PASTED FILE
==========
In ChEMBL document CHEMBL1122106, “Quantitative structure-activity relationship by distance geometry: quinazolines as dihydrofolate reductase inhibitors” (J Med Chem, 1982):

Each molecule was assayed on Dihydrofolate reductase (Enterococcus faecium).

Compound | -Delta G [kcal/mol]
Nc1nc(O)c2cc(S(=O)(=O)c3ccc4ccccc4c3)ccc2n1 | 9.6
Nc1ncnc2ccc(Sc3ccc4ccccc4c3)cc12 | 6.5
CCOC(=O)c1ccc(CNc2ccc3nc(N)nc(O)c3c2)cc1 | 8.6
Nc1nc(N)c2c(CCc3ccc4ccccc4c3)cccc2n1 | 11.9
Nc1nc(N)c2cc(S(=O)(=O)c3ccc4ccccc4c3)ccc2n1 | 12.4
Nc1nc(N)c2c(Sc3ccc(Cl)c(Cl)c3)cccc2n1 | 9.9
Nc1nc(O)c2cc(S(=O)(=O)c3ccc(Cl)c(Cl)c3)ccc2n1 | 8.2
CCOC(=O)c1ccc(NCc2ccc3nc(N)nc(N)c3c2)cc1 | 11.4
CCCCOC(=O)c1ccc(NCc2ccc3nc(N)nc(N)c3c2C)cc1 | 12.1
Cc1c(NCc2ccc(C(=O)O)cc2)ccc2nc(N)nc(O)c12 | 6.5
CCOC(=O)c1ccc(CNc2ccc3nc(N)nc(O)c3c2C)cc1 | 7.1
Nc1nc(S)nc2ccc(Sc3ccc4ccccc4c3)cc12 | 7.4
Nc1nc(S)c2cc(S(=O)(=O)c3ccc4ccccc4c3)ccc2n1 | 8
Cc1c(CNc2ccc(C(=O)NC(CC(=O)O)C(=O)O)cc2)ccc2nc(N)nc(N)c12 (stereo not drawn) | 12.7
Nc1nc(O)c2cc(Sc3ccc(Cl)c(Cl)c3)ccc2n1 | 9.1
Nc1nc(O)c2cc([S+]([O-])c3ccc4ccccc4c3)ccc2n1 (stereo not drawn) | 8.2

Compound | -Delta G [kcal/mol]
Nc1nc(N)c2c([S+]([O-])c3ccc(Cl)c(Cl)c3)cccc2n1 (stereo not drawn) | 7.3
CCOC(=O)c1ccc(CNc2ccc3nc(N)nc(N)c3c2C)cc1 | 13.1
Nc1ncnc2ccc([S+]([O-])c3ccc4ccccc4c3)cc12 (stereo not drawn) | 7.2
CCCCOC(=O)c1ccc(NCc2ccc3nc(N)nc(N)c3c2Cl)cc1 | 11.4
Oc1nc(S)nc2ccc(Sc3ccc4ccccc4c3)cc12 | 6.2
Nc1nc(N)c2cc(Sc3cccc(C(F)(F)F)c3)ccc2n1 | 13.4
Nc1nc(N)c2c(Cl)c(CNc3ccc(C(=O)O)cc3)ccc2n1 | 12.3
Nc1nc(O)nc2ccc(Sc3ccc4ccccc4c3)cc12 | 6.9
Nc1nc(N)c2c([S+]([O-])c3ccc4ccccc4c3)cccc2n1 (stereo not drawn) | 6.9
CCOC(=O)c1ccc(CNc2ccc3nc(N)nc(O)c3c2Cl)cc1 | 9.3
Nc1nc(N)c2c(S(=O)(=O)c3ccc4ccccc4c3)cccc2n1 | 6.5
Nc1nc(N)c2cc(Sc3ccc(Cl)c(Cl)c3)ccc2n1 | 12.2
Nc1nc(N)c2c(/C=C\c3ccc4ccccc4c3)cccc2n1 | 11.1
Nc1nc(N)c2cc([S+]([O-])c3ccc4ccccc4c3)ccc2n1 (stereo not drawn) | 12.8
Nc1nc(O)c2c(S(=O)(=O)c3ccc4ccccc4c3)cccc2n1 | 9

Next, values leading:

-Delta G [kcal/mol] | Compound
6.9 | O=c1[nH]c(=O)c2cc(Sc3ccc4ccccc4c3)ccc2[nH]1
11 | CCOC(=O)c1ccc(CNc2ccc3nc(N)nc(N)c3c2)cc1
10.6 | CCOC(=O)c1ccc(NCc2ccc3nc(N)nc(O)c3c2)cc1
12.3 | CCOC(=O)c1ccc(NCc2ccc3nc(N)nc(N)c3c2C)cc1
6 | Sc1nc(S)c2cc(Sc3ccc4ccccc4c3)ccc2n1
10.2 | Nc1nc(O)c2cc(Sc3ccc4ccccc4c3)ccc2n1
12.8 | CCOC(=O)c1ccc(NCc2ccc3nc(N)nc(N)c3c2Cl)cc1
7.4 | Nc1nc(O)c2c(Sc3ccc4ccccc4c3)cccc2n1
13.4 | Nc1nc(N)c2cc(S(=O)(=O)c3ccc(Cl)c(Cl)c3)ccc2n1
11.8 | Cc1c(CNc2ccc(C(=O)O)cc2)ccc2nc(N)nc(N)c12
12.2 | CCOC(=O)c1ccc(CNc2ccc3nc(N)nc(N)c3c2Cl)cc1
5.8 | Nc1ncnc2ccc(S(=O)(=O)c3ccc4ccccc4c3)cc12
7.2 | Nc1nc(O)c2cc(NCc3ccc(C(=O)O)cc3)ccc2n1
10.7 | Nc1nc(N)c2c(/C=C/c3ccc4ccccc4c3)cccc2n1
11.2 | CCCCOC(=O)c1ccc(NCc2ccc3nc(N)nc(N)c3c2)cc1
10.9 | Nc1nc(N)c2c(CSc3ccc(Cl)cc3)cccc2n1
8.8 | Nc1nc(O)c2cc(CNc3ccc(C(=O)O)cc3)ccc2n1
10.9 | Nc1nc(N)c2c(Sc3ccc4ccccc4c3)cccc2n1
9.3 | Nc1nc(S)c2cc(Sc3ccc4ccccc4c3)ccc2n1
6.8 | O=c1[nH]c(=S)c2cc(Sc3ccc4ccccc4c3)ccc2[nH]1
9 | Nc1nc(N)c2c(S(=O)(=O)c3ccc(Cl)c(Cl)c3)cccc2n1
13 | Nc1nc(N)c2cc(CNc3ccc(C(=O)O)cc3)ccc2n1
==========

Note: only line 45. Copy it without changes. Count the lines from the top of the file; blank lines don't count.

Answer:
7.4 | Nc1nc(O)c2c(Sc3ccc4ccccc4c3)cccc2n1